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Women more financially vulnerable to disability

Thursday, June 7, 2012  
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Women -- whether working, stay at home, single or married -- are more at risk financially should they become disabled, a new study reports.

Fifty percent of women surveyed by The State Farm Center for Women and Financial Services at The American College say the impact of becoming disabled on their household's finances would be at least "somewhat devastating.” Eighteen percent of women (compared to only 12 percent of men) are "extremely concerned” about the impact a disability could have on their financial situation. Women are almost twice as likely as men to think their cash reserves would last less than one month in the event of a disability (22 percent versus 12 percent).

Single women are especially financially vulnerable, with more than one in four single women surveyed saying the consequences of disability would be "totally devastating,” according to the study, based on an online survey of 2,400 women and men in November 2011. Married women are also at risk; they are more likely than married men (20 percent vs. 11 percent) to say they are concerned that their spouse will become disabled and unable to work.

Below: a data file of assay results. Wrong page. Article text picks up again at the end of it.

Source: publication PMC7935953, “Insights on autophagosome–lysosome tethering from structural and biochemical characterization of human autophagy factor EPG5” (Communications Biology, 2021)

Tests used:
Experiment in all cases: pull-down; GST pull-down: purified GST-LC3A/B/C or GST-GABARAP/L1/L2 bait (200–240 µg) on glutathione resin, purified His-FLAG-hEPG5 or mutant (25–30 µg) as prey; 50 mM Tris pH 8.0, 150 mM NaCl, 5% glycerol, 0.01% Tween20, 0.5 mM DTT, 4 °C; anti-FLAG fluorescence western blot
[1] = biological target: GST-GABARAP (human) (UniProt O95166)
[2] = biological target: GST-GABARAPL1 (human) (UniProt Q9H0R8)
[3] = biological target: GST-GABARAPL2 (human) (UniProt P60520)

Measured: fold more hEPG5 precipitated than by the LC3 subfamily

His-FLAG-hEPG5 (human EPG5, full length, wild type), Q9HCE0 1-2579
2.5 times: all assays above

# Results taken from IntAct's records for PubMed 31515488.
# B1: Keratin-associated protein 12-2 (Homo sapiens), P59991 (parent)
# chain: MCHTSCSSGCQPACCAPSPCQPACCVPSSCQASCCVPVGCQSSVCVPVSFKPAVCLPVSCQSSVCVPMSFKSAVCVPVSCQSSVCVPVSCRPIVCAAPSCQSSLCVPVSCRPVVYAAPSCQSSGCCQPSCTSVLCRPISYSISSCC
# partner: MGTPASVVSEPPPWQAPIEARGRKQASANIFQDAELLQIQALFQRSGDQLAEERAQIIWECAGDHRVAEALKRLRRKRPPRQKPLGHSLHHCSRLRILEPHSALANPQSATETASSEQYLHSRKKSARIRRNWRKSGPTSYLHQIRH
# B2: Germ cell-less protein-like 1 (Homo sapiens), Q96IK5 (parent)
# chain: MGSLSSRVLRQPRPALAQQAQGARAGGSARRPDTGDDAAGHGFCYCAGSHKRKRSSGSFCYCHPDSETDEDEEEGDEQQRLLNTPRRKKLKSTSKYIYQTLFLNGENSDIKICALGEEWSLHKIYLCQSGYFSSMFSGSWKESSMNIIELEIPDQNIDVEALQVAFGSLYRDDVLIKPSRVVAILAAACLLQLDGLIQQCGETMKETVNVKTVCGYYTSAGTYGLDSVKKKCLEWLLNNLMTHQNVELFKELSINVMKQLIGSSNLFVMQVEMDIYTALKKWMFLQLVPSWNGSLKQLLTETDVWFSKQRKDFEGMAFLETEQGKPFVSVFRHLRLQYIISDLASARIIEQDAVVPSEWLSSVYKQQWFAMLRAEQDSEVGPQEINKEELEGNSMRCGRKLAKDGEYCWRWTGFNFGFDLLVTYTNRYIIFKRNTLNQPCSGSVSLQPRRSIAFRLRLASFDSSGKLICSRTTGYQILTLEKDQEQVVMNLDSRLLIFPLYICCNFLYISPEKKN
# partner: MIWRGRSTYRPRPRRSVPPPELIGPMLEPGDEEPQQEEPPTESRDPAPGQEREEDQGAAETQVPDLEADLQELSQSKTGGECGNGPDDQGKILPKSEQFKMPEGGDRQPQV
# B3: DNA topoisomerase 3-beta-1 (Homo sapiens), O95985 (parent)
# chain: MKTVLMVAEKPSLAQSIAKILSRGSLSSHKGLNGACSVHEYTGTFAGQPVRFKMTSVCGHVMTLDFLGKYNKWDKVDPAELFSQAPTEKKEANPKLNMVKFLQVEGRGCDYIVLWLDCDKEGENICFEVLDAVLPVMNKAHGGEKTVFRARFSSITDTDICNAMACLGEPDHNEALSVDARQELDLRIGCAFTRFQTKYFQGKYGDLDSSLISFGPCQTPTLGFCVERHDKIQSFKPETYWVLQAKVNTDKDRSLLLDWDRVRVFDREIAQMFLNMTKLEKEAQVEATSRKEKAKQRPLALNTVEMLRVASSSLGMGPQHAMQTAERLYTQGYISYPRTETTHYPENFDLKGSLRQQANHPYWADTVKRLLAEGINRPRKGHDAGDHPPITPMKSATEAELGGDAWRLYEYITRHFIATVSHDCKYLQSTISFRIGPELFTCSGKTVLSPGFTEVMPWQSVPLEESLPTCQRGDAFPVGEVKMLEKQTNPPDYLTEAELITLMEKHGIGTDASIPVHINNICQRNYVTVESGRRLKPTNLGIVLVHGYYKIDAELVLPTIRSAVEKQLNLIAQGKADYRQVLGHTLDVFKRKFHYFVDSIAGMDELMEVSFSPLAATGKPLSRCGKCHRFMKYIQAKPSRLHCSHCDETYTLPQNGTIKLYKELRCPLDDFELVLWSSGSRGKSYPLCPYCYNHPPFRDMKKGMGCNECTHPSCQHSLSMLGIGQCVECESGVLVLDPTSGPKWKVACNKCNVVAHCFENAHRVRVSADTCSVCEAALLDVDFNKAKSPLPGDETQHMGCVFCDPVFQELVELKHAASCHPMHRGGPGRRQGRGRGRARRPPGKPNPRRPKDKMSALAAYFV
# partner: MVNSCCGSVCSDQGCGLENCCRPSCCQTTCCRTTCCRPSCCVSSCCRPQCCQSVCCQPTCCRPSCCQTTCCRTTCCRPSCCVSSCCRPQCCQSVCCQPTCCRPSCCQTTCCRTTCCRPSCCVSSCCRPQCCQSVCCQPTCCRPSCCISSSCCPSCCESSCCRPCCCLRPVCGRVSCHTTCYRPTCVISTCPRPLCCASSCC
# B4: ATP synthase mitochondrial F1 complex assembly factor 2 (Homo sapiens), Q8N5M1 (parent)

Women are less likely than men to feel confident about job security (28 percent vs. 39 percent), covering basic expenses (25 percent vs. 25 percent) and being able to afford medical care (17 percent vs. 25 percent), if they were to become disabled.

Women are not only more apt to experience financial hardship due to a disability, they are also significantly more likely than their male counterparts to develop a disability during their working and senior years, the study revealed. Specifically, between 1999 and 2009, Social Security Disability Insurance (SSDI) applications for men grew by 42 percent vs. an increase of 72 percent for women.

Employer-sponsored plans are the most common means of disability insurance, however less than half have this benefit; 45 percent of women (and 51 percent of men) are covered. Female entrepreneurs are at evengreater risk, the study showed.

While more than half of men have done at least some research into how much disability insurance they need, only about four in 10 women have researched the issue. Fifty-two percent of men, compared to 37 percent of women, have discussed the possibility and implications of a disability with a financial advisor.

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